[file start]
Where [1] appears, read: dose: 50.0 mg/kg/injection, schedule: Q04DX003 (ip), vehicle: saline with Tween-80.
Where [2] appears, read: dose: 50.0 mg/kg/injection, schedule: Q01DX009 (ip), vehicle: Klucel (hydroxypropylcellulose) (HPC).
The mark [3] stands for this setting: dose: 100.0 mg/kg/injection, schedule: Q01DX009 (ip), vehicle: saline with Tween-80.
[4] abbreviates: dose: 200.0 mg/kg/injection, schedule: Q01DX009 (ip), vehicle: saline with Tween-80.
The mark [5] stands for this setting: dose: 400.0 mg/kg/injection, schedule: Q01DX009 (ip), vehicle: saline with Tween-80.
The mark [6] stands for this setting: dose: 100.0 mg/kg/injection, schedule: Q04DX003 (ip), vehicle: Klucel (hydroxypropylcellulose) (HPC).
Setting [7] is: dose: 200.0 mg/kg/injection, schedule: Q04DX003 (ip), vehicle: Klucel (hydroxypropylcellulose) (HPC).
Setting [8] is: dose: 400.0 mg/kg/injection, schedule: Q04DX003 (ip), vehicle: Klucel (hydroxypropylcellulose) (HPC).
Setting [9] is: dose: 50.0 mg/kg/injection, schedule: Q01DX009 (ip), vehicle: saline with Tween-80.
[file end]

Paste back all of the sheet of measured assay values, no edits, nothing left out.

Where [1] appears, read: dose: 50.0 mg/kg/injection, schedule: Q04DX003 (ip), vehicle: saline with Tween-80.
Where [2] appears, read: dose: 50.0 mg/kg/injection, schedule: Q01DX009 (ip), vehicle: Klucel (hydroxypropylcellulose) (HPC).
The mark [3] stands for this setting: dose: 100.0 mg/kg/injection, schedule: Q01DX009 (ip), vehicle: saline with Tween-80.
[4] abbreviates: dose: 200.0 mg/kg/injection, schedule: Q01DX009 (ip), vehicle: saline with Tween-80.
The mark [5] stands for this setting: dose: 400.0 mg/kg/injection, schedule: Q01DX009 (ip), vehicle: saline with Tween-80.
The mark [6] stands for this setting: dose: 100.0 mg/kg/injection, schedule: Q04DX003 (ip), vehicle: Klucel (hydroxypropylcellulose) (HPC).
Setting [7] is: dose: 200.0 mg/kg/injection, schedule: Q04DX003 (ip), vehicle: Klucel (hydroxypropylcellulose) (HPC).
Setting [8] is: dose: 400.0 mg/kg/injection, schedule: Q04DX003 (ip), vehicle: Klucel (hydroxypropylcellulose) (HPC).
Setting [9] is: dose: 50.0 mg/kg/injection, schedule: Q01DX009 (ip), vehicle: saline with Tween-80.